Configuring wireless access points

Computer Studies wireless router

You can Manual configure from a web interface, one of the first things to do in configuring the router would be to change the SSID or Service set identifier, it uses a default name and this needs to be changed to a name that is not easily figured out by anyone looking to hack into the network, it's best to disable the broadcast of the SSID as well as a precautionary measure, you may need to adjust the mode settings if the computers on the network are different wireless standards from one another, such as 802.11b, 802.11g and 802.11n etc, also the channel frequency may also need to be adjusted if there are other networks nearby creating transmission interference, the security mode should be setup for the best available encryption for the network.

If you can only use WEP encryption it's better than having none at all but if your network can use WPA or WPA2 encryption then that's what should be enabled, MAC address filtering should be utilised for additional security measures, you can configure the access point so that only the MAC addresses that are authorised by you can only access the network, the firewall should be enabled, with access restrictions you can block URLs to certain computers on the network you can also block certain protocols, you should enable a strong password for the router.

Linux access points usually offer more choices and flexibility, customising the kernel and operating system options, low end hardware can be utilised but requires advanced Linux and networking knowledge, Linux offers a high level of security and must be configured in ESS or Extended service set mode, any Linux distribution can be used but needs to be a minimum 2.6 kernel.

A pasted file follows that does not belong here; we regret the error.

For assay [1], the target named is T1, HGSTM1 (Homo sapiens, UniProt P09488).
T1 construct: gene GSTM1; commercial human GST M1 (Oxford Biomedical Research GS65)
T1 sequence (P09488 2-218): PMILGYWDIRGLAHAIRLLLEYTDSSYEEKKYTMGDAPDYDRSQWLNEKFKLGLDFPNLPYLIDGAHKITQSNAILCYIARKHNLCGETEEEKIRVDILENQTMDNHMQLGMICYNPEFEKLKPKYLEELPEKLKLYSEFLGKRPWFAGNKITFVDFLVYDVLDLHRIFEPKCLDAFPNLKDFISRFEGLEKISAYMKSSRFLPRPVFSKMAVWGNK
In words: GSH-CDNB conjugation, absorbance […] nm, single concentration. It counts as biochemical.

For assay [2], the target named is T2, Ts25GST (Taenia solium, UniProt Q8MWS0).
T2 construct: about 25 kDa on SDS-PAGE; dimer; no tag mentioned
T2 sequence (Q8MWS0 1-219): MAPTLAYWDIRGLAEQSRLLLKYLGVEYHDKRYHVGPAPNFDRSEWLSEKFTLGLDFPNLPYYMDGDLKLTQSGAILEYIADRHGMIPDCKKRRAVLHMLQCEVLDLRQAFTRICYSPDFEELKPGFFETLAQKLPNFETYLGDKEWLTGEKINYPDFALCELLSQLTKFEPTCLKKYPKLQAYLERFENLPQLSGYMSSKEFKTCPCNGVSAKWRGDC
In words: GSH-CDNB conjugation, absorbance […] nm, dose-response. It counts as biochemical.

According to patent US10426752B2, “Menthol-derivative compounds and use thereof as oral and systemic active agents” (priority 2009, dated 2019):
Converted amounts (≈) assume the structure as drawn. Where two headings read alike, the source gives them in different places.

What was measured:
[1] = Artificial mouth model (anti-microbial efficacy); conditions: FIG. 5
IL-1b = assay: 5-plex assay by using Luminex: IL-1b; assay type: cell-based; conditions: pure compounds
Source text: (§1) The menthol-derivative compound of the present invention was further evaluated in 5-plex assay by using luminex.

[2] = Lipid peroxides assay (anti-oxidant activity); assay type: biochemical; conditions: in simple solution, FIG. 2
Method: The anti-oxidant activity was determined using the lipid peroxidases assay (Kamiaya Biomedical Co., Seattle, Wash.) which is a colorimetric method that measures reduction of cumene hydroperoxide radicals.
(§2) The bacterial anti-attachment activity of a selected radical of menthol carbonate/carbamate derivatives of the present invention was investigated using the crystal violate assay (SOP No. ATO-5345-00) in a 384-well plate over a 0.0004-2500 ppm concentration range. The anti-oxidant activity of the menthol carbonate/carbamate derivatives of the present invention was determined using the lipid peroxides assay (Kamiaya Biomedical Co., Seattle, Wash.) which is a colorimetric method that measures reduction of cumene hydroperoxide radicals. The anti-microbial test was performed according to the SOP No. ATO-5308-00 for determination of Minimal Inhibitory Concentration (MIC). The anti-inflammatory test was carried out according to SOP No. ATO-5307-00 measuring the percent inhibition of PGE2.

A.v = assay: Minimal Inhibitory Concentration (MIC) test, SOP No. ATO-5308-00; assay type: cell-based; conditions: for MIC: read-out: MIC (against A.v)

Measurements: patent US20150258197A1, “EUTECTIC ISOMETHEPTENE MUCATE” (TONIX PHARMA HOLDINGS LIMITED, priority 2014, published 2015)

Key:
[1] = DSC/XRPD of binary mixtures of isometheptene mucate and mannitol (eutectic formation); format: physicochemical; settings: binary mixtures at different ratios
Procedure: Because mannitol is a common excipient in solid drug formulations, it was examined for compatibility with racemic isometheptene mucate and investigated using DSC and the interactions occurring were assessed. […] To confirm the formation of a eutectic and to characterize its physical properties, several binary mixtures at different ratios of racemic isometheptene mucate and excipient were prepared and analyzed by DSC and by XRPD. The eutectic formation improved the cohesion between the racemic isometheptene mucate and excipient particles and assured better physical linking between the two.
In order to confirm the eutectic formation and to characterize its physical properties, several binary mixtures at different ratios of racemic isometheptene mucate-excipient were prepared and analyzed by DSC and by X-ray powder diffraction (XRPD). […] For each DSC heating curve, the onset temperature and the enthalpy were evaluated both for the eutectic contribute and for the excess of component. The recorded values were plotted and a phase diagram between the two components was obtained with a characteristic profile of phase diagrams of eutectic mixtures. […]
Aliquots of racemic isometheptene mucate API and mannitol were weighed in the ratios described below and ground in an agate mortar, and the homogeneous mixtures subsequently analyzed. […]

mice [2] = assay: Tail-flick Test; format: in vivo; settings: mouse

Service set identifier

802.11b, 802.11g and 802.11n

WEP encryption

WPA or WPA2 encryption

Extended service set mode

Configuring wireless clients

Computers can be configured manually or automatically, most operating systems are similar in the way they are configured, you need the SSID, the WEP or WPA key and the wireless configuration preferences, configuration between Windows versions, Windows 2000 does not support wireless you need to use a third party utility, Windows XP supports wireless WEP, Windows XP SP2 supports WPA and WPA2, Windows server 2003 and Vista support wireless zero configuration, if you click on the wireless icon in the task bar this will open wireless network connections properties and then you can configure the network settings, in Windows Vista click on start - control panel - network and sharing center - manage wireless networks and add a wireless network. Wireless configuration is generally similar with Linux distributions you can use both the command line or the graphical users interface, and Linux supports WPA and WPA2 encryption, not all wireless cards have Linux drivers you can use NDISwrapper for some cards which uses drivers intended for Windows, it's always best to search the vendors web site for Linux driver support, you still use the same information as with other clients, in Ubuntu select system - administration - network and network settings and configure the network, you can also use the terminal command line type in iwconfig -h. MACs exclusively use AirPort cards with full support for WPA2 encryption.